Budget Shortfalls

Posted on August 10, 2011 by Dr. Jerry Rankin in Rankin Connecting

Most households struggle to make ends meet, especially those growing families with educational bills and mortgages to pay beyond routine living expenses. It is too easy to let credit card balances grow and find oneself being sucked into the quicksand of interest payments and growing indebtedness.

Educational institutions, churches, denominational entities and other organizations face the same dilemma, especially those dependent on the voluntary gifts of their constituency. The stagnant economy has had ripple effects across every segment of business. Income is down, expenses are up, margins have narrowed and discretionary income is limited.

The private university where I serve on the board waits expectantly for donor gifts to emerge each month in order to meet its salary obligations. Churches have had to eliminate programs and release staff in order to survive on reduced offerings. My church is a wonderful congregation, conscientious about missions, ministry and serving its families. Yet budget giving has been flat for four years while expenses continue to increase.

Unfortunately many reduce or eliminate those budget items outside their local programs such as missions and Cooperative Program and forego staff salary increases. Sadly, more budget resources continue to be given to financial institutions for indebtedness than churches designate to missions outreach. After all, providing worship and educational facilities must be a priority!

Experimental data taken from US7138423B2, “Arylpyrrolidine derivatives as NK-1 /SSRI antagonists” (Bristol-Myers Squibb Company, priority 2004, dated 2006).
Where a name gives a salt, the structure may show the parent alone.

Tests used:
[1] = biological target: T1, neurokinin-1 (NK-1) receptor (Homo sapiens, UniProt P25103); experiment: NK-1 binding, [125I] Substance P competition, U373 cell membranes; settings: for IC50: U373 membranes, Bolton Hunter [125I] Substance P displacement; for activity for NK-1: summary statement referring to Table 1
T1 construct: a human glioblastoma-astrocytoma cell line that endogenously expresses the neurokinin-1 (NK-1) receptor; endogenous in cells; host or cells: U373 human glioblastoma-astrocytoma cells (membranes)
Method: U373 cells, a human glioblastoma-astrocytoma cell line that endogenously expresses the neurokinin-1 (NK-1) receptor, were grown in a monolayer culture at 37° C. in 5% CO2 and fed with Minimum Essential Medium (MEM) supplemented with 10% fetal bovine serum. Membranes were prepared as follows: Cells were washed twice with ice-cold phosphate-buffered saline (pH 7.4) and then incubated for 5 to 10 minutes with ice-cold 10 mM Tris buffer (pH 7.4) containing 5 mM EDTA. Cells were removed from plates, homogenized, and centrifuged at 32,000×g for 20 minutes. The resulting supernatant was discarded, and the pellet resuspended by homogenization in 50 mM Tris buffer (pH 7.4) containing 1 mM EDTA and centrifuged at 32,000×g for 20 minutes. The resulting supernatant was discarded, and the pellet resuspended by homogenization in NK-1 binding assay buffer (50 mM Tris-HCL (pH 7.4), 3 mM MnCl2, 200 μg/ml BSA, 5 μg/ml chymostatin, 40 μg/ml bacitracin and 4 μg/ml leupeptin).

I will never forget the first time the IMB experienced a budget shortfall under my leadership. Throughout the 1990s we experienced unprecedented growth. Record numbers of missionaries were sent out, and financial support rode the wave of a prosperous economy. People asked if we could continue at such a pace of mission advance. I always replied by quoting J. Hudson Taylor, founder of the China Inland Mission who said, “God’s work, done in God’s way, will never lack for God’s supply.”

I encouraged our board and our missionaries to stay focused on the task and God would provide the needed resources. Then, suddenly, we no longer had the resources needed. We never doubted that God, who owned the cattle on a a thousand hills, had all the resources we needed for His work–so, why wasn’t He making them available to us through His people.

That dilemma forced us to our knees. I remember at a staff leadership retreat asking each participant what they believed God was saying to us. We concluded three things:

The first was that we were trusting the affluence of Southern Baptist churches to provide for our needs rather than trusting God, and that wasn’t honoring to Him. The second conviction was whether or not we were being good stewards of the resources we did have. Though far short of our budget, we still received over $250 million from Southern Baptists–a pretty good resource for our global mission enterprise. The result was tightening our belt, downsizing staff and eliminating some fluff in overseas expenditures.

Finally, we concluded that it would be worth it to go through a couple of years of austere budgeting if it would awaken our churches to the need to give higher priority to missions. Incidentally, they responded the following year with the largest increase ever in giving to missions.

When our churches and other Christian institutions experience budget shortfalls, it is always good to ask what God may be trying to tell us. Are we looking to our members to come through or truly trusting God. Are we being good stewards of the resources we do have. And just maybe a financial crisis will awaken our members to be more faithful tithers and generous givers.

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